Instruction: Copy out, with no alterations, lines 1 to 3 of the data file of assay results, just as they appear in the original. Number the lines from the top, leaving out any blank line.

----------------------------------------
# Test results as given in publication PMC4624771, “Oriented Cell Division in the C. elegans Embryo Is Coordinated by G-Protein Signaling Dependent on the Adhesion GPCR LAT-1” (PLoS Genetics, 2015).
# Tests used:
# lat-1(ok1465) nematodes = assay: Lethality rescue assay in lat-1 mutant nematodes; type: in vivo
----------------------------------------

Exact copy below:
# Test results as given in publication PMC4624771, “Oriented Cell Division in the C. elegans Embryo Is Coordinated by G-Protein Signaling Dependent on the Adhesion GPCR LAT-1” (PLoS Genetics, 2015).
# Tests used:
# lat-1(ok1465) nematodes = assay: Lethality rescue assay in lat-1 mutant nematodes; type: in vivo